Could your tattoo cause you to lose a choice position? It depends. Laws regarding body art and ink have expanded in the last decades, but employers still reserve the right to require that some workers in certain positions hide their artwork. What if the tattoo is in an impossible-to-hide location?
As tattoos have become more popular across the country, employers are being challenged to keep page with a more dynamic society. As the public moves toward acceptance, businesses are typically pushed forward. When approaching issues like tattoos in the workplace, business leaders typically err on the side of caution. Historically, businesses have discouraged exposed tattoos out of fear that customers and clients would find them offensive.
According to a study conducted by the Pew Research Center, more than 40% of adults between the age of 18 and 29 have at least one tattoo. Of those young adults, more than 50% have an additional tattoo. The number of tattooed adults in the United States has grown exponentially over the last decade, and where body art was one considered counter-cultural, it is accepted as commonplace among working-age young adults.
Statistics support the notion that there has been a change in acceptance for tattooing, and in the same Pew study, they found that 10 years ago only 10% of adult between 41 and 64 had tattoos. Even with these societal changes in acceptability, businesses can still choose not to hire a job candidate because of a tattoo. In only rare cases would a termination be considered illegal or discriminatory.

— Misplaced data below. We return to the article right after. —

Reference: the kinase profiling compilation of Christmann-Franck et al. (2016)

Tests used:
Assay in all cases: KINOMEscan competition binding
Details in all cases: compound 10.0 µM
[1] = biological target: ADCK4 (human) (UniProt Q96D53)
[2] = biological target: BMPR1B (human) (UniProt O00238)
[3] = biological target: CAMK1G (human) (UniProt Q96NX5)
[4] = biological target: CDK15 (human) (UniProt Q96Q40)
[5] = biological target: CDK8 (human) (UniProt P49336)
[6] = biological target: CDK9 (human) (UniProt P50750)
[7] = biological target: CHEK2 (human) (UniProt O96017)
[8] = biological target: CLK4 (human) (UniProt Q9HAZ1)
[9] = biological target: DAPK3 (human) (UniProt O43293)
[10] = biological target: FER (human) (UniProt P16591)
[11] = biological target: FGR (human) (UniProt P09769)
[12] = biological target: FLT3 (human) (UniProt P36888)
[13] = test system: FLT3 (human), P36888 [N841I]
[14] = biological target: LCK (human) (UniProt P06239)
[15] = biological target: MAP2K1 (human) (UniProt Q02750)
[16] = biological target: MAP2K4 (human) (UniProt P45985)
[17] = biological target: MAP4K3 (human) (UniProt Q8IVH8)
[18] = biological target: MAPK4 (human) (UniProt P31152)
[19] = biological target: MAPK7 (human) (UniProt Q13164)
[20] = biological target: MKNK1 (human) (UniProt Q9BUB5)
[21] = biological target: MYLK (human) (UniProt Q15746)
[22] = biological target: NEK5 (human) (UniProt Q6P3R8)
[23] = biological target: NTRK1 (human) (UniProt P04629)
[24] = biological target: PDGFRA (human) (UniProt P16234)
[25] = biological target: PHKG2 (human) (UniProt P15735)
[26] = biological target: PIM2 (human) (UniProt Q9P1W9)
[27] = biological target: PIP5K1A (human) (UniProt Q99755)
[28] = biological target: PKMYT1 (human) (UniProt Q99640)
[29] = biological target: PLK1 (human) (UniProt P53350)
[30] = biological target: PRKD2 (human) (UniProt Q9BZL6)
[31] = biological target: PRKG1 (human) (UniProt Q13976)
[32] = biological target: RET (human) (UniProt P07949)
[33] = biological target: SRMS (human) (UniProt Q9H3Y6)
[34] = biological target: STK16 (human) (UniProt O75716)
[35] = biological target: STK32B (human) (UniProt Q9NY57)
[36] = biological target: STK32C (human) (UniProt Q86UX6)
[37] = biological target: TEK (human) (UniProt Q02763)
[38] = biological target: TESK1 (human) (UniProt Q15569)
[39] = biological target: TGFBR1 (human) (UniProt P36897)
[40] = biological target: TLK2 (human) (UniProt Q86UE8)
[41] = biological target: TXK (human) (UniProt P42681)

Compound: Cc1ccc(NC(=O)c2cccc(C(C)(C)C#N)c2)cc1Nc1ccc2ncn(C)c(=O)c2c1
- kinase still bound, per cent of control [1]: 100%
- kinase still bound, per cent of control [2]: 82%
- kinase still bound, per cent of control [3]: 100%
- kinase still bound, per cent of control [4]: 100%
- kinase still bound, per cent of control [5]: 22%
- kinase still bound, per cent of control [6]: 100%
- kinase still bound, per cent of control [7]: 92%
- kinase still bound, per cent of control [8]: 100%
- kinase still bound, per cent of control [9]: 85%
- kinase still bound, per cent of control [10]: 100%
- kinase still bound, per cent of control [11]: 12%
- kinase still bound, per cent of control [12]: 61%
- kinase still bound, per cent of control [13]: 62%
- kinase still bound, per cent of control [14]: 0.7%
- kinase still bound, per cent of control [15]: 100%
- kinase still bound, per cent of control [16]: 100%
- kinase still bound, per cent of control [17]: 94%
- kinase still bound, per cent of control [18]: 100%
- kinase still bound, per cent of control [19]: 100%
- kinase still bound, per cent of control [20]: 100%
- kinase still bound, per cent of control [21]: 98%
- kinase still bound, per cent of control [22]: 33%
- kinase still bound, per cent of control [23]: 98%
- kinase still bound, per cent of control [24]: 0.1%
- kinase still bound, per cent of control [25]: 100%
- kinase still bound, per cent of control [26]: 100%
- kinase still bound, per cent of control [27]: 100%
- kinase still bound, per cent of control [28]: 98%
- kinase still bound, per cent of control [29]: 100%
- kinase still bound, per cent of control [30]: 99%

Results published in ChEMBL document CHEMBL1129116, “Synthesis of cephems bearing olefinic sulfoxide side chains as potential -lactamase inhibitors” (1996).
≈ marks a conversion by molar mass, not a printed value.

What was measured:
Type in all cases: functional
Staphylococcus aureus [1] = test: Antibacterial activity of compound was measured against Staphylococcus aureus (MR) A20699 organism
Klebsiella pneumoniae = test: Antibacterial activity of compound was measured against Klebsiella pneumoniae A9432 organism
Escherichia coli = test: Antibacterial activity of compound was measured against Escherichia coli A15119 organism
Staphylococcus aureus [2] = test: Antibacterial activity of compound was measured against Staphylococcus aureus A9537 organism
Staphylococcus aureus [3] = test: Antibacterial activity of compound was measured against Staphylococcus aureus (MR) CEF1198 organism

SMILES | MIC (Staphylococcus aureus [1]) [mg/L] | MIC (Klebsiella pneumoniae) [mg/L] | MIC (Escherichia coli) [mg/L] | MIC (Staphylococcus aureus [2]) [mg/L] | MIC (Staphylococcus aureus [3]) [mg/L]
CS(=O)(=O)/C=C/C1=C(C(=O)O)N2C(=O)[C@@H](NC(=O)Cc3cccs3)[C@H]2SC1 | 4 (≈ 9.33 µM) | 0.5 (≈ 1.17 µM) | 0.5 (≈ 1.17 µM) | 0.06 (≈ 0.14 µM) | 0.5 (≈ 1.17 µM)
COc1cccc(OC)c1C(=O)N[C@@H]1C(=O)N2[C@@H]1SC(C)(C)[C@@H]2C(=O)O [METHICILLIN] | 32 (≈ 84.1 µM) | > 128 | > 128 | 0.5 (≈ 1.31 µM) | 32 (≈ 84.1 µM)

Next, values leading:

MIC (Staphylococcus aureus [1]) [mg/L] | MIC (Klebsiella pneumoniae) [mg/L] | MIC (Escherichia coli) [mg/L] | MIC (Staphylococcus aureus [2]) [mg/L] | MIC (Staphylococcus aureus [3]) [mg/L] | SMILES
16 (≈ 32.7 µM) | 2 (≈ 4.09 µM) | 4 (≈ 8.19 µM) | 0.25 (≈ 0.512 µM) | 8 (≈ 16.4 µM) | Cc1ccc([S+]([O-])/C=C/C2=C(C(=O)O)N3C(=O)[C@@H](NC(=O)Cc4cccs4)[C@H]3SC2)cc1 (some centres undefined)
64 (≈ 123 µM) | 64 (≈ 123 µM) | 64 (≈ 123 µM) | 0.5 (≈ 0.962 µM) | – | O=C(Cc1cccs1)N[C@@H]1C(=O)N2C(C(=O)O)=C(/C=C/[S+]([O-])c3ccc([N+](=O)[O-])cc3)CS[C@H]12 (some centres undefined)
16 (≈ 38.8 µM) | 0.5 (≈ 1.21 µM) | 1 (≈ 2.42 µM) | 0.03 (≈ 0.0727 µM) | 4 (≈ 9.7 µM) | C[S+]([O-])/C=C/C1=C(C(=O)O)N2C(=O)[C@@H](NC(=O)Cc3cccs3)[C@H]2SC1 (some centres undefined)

Research and polling have established that the number of employment-aged Americans with tattoos is increasing, which means businesses will be faced with choosing between adhering to a dress code and attracting the most qualified employees to fill positions.
Employers are protected from most tattoo-related termination discriminatory cases. Courts have established that employers have the right to create an appropriate dress code for their daily business operations. Body art and tattoos fall into the same category as shoes, shirts, or jewelry, and unlike in discrimination cases, tattooed individuals are not a protected class. Those who fall into protected classes can object if they can prove they were passed over for promotion.
In cases of tattoos preventing upward mobility, the employer has the right not to promote employees into higher level management jobs that fit their ascribed dress code for the new position. However, it’s important to mention that there are some instances where tattoos are protected. If the tattoo is part of an established religious practice or tenet, then the employer must make reasonable adjustments to accommodate individuals.
If you choose to file a suit and claim discrimination because you were fired or lost a promotion because of a tattoo, then you may have difficulty finding a lawyer to represent you in your case. Many attorneys are aware that an employer’s right to establish and execute a dress code supersedes an employee’s desire to display body art.